What is Ménière's disease?
Ménière's (say "men-YEERS") disease is an inner ear problem that affects your hearing and balance. It normally occurs in only one ear at a time. But over time, it develops in the other ear in up to half of those who have it.
The disease usually occurs in people ages 40 to 60, but anyone can have it.
What causes Ménière's disease?
The cause of Ménière's disease is not known. But it may be related to a fluid called endolymph in the inner ear. In people with Ménière's disease, too much of this fluid builds up. This creates pressure in the parts of your inner ear that control balance. Experts aren't sure why this fluid builds up. It may be that your body produces too much of the fluid. Or maybe the fluid doesn't drain as it should from the inner ear. Or it may be both.
It's hard to predict who will get Ménière's disease. But your risk may be higher than normal if you have:
What are the symptoms?
Ménière's disease can cause symptoms that come on quickly and last from hours to days. During an attack, you may have:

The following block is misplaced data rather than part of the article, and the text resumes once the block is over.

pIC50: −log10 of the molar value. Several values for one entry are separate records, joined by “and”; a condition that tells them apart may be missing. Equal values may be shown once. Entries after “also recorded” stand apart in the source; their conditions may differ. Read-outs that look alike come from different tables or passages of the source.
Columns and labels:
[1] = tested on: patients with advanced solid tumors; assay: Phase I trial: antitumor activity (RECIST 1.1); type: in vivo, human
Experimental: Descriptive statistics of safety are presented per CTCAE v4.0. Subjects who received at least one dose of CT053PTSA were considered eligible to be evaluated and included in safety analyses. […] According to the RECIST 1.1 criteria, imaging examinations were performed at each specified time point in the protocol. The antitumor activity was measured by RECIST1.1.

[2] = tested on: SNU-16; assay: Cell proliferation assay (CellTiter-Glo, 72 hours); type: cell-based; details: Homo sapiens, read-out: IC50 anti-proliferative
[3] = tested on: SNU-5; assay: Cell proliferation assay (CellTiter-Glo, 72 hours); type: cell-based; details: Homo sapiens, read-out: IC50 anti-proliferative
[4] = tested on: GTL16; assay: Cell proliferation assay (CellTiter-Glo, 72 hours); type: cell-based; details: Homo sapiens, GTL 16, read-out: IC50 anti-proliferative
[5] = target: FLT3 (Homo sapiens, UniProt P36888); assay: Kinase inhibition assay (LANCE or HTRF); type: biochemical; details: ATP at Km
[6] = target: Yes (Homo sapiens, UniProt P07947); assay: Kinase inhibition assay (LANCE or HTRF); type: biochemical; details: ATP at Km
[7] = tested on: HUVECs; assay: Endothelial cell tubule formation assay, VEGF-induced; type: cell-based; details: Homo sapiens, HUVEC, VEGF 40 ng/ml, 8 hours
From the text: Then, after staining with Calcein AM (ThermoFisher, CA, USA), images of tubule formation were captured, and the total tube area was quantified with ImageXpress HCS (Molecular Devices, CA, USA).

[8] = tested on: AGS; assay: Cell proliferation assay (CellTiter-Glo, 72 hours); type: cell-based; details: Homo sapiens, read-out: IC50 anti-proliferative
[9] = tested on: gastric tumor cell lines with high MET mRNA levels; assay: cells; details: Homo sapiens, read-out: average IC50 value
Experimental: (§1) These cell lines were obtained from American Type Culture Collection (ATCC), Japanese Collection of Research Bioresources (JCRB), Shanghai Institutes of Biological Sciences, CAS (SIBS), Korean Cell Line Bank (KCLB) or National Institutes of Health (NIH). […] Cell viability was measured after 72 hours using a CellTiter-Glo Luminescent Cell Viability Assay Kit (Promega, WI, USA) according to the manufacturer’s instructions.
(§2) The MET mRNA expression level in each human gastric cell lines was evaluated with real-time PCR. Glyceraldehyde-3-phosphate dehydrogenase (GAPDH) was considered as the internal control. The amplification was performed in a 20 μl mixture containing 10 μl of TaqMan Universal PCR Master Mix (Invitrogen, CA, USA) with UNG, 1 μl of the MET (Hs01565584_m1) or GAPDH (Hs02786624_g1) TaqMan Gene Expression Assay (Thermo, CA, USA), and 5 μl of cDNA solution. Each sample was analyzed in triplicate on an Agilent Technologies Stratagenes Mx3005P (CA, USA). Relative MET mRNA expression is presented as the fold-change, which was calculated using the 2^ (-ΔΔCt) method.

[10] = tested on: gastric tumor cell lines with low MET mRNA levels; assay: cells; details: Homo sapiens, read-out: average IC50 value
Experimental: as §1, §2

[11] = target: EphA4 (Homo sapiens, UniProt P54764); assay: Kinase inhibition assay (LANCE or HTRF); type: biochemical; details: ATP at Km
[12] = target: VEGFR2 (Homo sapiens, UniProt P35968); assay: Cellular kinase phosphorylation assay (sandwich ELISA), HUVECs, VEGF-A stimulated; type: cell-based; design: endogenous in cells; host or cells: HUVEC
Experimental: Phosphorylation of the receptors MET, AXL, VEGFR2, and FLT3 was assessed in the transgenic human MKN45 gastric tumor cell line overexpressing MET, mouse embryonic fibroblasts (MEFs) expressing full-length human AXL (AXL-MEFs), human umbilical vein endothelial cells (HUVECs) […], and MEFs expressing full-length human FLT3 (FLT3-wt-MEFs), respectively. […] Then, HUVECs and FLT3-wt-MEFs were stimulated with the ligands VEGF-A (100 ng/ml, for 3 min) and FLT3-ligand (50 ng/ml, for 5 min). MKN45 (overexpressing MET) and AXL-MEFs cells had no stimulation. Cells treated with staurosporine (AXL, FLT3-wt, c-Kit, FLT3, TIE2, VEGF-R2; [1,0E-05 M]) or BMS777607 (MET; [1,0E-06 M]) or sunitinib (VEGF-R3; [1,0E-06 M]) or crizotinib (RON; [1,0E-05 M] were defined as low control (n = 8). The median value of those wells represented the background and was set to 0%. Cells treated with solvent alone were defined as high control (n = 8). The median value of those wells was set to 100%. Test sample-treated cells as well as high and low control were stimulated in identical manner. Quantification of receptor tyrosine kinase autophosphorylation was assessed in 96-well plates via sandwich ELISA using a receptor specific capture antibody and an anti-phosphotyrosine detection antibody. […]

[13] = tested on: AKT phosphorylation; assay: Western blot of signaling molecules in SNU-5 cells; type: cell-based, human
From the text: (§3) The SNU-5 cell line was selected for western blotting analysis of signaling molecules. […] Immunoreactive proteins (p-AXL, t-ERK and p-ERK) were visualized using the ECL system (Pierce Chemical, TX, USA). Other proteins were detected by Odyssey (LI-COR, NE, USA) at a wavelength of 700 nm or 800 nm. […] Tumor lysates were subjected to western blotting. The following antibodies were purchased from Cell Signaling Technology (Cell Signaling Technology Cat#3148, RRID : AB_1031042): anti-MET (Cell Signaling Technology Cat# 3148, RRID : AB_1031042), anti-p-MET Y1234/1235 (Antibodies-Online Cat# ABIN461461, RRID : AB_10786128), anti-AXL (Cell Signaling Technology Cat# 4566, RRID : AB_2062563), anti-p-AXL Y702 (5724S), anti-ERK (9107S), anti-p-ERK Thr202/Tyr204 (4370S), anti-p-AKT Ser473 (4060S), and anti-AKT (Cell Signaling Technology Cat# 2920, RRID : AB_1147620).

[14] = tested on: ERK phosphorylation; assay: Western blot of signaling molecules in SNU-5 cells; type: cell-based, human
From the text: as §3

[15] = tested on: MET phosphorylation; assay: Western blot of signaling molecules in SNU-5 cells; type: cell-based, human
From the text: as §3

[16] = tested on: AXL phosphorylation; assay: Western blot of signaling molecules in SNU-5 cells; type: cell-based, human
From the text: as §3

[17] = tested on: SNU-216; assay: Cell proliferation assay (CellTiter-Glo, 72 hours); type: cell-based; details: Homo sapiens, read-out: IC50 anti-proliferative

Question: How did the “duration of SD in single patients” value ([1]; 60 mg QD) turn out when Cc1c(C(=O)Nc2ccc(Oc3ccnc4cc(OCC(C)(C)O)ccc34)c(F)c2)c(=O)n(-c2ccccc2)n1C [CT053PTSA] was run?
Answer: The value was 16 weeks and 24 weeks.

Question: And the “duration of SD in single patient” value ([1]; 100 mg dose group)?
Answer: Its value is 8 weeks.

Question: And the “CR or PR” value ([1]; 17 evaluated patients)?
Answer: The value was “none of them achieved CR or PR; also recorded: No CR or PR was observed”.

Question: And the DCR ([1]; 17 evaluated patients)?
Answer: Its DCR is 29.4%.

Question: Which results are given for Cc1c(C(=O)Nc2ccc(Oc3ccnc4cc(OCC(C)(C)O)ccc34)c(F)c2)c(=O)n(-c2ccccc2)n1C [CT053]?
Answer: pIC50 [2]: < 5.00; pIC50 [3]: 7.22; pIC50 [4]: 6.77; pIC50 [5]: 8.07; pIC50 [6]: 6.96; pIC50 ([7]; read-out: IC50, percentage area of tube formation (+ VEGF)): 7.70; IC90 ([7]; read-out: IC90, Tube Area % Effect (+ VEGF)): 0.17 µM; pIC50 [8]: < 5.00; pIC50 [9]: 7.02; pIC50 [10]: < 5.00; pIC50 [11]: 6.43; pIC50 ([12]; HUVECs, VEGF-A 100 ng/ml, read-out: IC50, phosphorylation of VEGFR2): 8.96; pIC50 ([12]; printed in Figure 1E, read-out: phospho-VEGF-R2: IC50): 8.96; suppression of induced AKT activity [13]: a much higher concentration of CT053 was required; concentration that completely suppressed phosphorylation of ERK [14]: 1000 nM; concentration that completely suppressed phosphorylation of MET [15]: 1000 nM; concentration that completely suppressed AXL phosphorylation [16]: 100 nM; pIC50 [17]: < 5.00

- Vertigo, the feeling that you or your surroundings are spinning. This may last from minutes to hours. It may be bad enough to cause nausea and vomiting.
- Tinnitus, a low roaring, ringing, or hissing in your ear.
- Hearing loss, which may be temporary or permanent.
- A feeling of pressure or fullness in your ear.
Most people have repeated attacks over a period of years. Attacks usually happen more often during the first few years of the disease and then come less often after that.
In some cases, each attack damages the inner ear. Over time your inner ear may become so badly damaged that it no longer works as it should. Then the attacks may stop, but you may be left with:
- Poor balance.
- Permanent hearing loss.
- Roaring or hissing in the affected ear.